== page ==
The meal was quite satisfying, with variety of ingredients such as chicken, crab claws (the fake stuff), fish, fish balls, jellyfish, pork, prawns, squid, tofu, leafy vegetation, with a couple of types of noodles and eggs to finish off the meal.
A disagreement breaks out regarding whether the eggs should be left whole to boil or cracked open to be incorporated into the soup. We end up going the whole egg route, though if you were to ask me, my vote would have been for cracking them open.
We finish off the evening with some karaoke back at the hotel. Having never done karaoke before, I was somewhat skeptical of enjoying the experience of singing off-beat and off-key whilst listening to other people do the same. However, I kept an open mind about it and I’m glad that I did.
Karaoke can be a lot of fun, so long as you don’t take yourself too seriously and just enjoy the moment. My new found appreciation for 80’s love ballads, mentioned in the very first holiday post, as well as the impulse to sing to favourite tunes out loud was born this evening.
It can also be a learning experience. For instance, singing Madonna’s Material Girl as a heterosexual guy is exceedingly weird, to the point of being uncomfortable. More so when sung as a duet with another guy. I also learned to appreciate how Filipinos get so worked up over having Frank Sinatra’s My Way sung badly, to the point of deaths being involved. Having destroyed that song first hand (and not destroyed in the good kind of way), I think I’ll leave it up to Frank to sing it his way from now on.
The next morning, we pack our bags and head for a local market not far from the hotel.
The street market, which runs on either side of a small side street is, for the most part, a product market hawking the local agriculture. Corn, strawberries, various leafy greens, and other fruit and veg, as well as tea, naturally. There are other stall, such as the occasional one selling cooked food, or trinkets and souvenirs.
The strawberries here are half the price of the hand picked ones at Kok Lim i.e. 20 RM/Kg. If hand picking strawberries isn’t your thing, buy the strawberries here.
We hit the road once more, this time in search for some breakfast. Having done away with the buffet breakfast provided by the hotel (thankfully!), we eventually find ourselves at Uncle Chows (note: URL on their business card but it’s a parked domain. future site?).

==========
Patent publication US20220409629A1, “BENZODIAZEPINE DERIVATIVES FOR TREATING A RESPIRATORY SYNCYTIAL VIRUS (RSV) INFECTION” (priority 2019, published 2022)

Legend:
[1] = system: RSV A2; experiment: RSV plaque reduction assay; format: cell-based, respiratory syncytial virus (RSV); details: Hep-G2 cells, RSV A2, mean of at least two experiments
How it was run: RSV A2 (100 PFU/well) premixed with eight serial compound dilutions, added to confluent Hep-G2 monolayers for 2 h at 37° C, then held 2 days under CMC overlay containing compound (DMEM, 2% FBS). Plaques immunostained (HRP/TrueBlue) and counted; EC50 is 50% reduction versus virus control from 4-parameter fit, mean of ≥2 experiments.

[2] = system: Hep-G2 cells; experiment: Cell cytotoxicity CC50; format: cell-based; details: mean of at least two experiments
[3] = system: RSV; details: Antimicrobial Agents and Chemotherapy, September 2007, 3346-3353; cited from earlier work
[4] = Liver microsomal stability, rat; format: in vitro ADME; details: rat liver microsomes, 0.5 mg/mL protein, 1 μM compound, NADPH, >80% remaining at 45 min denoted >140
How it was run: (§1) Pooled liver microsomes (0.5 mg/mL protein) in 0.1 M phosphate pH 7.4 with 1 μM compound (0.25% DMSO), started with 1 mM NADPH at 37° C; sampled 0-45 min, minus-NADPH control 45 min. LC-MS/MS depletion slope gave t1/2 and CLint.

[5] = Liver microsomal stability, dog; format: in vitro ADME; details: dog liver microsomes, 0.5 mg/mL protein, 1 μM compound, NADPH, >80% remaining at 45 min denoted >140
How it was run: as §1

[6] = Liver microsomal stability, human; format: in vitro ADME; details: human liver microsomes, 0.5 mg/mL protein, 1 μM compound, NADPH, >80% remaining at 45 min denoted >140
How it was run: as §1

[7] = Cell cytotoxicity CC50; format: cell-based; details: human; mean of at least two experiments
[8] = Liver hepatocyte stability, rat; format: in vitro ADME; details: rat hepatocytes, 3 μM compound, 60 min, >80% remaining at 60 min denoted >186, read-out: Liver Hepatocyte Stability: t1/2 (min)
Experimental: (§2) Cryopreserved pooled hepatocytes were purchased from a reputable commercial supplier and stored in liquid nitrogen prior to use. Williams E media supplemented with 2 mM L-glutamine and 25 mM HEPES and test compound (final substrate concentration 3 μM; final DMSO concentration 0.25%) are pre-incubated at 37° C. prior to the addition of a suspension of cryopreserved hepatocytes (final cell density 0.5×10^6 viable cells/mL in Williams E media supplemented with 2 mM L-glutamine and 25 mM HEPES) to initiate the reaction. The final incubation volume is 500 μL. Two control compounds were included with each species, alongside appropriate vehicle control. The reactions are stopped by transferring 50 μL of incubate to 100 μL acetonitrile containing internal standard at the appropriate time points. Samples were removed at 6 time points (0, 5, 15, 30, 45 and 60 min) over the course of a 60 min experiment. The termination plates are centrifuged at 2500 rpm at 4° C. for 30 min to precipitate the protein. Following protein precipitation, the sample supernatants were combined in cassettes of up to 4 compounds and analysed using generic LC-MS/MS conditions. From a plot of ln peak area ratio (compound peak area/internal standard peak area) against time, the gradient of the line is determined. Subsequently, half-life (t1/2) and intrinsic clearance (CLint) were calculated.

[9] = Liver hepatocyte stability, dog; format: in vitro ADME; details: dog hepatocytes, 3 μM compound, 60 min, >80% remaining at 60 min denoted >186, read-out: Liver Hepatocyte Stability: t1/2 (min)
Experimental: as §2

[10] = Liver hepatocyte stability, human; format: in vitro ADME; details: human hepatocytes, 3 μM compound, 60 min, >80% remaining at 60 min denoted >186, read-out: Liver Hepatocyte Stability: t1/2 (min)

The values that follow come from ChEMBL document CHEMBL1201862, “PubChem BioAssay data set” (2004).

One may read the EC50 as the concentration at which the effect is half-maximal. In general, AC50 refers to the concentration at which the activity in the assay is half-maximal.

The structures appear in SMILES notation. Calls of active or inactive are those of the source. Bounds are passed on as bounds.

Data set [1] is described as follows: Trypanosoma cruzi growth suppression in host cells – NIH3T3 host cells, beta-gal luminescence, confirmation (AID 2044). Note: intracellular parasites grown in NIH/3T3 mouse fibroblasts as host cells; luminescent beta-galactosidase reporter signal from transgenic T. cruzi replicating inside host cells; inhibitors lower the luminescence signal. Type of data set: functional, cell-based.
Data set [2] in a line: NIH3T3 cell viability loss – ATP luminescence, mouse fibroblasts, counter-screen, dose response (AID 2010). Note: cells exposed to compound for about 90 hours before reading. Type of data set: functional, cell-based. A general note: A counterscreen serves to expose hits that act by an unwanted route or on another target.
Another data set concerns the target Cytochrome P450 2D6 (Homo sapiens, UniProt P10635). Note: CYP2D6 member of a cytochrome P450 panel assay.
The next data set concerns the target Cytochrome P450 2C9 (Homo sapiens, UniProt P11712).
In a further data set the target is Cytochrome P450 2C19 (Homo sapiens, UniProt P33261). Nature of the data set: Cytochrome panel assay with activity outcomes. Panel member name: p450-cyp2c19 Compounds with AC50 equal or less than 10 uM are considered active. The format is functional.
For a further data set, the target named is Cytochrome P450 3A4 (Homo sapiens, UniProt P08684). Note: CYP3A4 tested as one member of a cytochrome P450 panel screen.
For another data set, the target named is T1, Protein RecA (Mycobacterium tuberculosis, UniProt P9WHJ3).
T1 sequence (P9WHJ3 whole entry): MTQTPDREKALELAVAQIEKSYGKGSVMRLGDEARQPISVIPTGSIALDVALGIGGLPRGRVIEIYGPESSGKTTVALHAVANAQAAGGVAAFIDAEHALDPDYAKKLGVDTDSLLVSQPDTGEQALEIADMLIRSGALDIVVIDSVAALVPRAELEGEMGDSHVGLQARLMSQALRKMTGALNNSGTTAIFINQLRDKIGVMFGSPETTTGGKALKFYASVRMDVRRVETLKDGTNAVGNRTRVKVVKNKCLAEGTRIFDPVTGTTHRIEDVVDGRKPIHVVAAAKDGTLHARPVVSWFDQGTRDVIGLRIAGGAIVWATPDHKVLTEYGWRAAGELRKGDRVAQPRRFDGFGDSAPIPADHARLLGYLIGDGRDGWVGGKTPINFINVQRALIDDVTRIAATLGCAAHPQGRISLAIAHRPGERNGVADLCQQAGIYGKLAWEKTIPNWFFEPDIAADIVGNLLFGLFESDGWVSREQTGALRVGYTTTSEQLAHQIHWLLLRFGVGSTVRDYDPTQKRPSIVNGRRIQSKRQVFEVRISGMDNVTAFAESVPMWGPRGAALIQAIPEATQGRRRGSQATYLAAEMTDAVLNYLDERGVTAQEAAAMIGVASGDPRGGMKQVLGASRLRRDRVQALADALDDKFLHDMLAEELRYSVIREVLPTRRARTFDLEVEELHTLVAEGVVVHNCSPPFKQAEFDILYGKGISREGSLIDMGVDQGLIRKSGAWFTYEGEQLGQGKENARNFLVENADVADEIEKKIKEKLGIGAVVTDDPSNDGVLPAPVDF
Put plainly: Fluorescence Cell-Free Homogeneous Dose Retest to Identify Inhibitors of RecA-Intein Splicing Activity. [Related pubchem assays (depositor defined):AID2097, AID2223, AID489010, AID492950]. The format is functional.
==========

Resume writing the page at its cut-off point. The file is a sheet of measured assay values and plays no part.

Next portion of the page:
Uncle Chows was something of an odd find. A sign on the road randomly caught our attention stating little more than the name of this kopitiam (cafe) and a direction to drive. After a few more signs and changes in direction, we arrive at a quiet establishment located right by a residential complex.
With the lack of clientele at the time that we arrived, I wasn’t all that hopeful that the food would be any good, as with the experience at Sri Brinchang, the day before.
Boy, was I ever wrong!
A couple of people order the Roti Bakar Set (Set A, 5 RM), which consisted of kaya toast with butter (the roti bakar), soft boiled eggs and a coffee (kopi o in the case above). Though I’d not tried this, I was told that the kaya/butter to toast ratio was lacking, not making for the best example of this staple breakfast combo.
The Curry Laksa (7.90 RM) was much like some of the best I’ve had in Sydney. I was quite pleased with the depth of flavour of the mild curry spices, as well as the fish balls, and large pieces of chicken, still on the bone. I would have a preferred it with a little more heat but it was good all the same.
Har Mee (7.90 RM), a prawn flavoured noodle soup isn’t as spicy as one would presume just by looking at it. Billy, who had ordered this dish, didn’t seem too fussed over it, either in a good or a bad way.
Asam Laksa (7.90 RM) is a sour, fish based soup built primarily on shredded mackerel and tamarind. Touted as the best version of this dish by both Minh and Helen, this happened to be the only one I missed out on sampling! Gotta find my way back here if I’m ever in the area to see how good it is for myself.
It may be a bloody long way from Australia, but we were also a bloody long way from heading back. There was still much of Malaysia & Thailand to discover, explore & taste.
Next stop – Ipoh. By far and away the best food experience on the whole trip. Coming soon. Don’t miss it!